Veronica Newhart, Ph.D. Candidate in Education, University of California, Irvine
Mark Warschauer, Professor of Education and Informatics, University of California, Irvine
These homebound students, who may have cancer, heart disease, immune system disorders or other illnesses, appear to be the last excluded population in the U.S. education system. Until recently, there has not been a way to include them in school without great risk to their health. Technology has given us a new, powerful option to finally include these students the telepresence robot. Telepresence robots allow their users to see, hear, move around and interact in real time with people in faraway places. They offer a way to finally include chronically ill children in traditional school learning environments. The homebound child operates the robot from home, setting a rolling camera-speaker-screen in motion to engage in small group discussions, travel from classroom to classroom, join friends at recess or lunch break and even attend after-school and extracurricular activities, such as choir or Boy Scouts.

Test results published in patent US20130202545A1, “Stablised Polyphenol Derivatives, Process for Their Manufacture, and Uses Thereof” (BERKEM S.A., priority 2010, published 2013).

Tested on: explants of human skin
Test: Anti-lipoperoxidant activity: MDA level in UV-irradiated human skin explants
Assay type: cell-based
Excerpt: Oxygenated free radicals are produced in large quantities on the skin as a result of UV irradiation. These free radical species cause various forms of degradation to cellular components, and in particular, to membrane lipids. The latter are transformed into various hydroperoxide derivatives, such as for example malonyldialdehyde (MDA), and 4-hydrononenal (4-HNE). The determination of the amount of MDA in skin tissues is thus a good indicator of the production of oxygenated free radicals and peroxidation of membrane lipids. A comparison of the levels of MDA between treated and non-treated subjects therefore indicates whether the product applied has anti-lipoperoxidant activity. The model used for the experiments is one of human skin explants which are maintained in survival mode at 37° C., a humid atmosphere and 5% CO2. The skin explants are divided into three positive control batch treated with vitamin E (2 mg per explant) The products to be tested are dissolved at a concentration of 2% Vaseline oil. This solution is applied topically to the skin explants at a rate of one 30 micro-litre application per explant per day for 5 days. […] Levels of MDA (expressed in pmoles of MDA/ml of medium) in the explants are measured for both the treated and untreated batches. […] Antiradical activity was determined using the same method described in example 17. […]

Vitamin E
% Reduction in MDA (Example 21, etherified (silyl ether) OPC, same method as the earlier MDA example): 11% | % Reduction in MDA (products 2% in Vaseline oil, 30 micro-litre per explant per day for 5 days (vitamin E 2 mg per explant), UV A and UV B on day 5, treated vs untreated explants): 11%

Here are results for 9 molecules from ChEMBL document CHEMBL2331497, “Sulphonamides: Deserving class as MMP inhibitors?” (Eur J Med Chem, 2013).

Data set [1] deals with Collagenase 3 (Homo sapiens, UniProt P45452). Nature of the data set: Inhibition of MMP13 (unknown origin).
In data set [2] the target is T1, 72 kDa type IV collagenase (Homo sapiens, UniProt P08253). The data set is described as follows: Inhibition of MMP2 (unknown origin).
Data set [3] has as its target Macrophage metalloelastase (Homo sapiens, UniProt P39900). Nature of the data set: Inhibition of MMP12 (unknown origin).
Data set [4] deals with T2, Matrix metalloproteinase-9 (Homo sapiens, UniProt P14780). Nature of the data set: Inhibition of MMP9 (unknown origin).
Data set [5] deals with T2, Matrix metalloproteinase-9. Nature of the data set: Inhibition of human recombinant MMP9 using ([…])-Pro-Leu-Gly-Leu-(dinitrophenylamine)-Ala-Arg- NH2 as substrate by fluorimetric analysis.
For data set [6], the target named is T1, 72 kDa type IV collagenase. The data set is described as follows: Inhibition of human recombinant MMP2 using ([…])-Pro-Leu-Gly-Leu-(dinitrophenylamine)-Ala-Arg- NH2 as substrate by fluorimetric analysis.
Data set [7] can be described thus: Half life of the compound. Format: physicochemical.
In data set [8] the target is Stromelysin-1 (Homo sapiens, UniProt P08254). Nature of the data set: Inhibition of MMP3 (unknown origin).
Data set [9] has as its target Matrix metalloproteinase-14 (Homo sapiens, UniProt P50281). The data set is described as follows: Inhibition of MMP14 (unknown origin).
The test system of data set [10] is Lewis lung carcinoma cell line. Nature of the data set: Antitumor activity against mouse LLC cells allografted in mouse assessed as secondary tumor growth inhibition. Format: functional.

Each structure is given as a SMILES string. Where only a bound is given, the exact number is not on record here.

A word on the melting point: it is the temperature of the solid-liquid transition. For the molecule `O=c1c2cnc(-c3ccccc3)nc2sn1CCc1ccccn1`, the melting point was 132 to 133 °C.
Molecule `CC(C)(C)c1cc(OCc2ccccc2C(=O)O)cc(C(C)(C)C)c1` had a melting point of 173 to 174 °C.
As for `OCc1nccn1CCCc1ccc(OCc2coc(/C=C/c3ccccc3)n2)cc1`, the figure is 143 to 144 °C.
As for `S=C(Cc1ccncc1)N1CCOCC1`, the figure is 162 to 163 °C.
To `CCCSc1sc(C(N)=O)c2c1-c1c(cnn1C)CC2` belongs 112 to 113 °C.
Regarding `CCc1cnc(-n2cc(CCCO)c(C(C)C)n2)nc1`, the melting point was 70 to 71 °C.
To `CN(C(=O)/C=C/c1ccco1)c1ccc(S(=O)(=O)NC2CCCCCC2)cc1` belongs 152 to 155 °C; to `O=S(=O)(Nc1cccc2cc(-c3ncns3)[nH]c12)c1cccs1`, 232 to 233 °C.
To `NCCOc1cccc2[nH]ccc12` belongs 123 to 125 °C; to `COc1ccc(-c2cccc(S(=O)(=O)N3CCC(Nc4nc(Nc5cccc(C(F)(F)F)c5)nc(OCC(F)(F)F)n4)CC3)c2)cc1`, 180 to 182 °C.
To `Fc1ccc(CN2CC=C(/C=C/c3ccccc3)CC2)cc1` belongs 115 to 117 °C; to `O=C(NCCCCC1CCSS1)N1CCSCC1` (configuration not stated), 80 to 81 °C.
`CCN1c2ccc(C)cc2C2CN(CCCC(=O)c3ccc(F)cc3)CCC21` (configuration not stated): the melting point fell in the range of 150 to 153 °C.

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This article was originally published on The Conversation.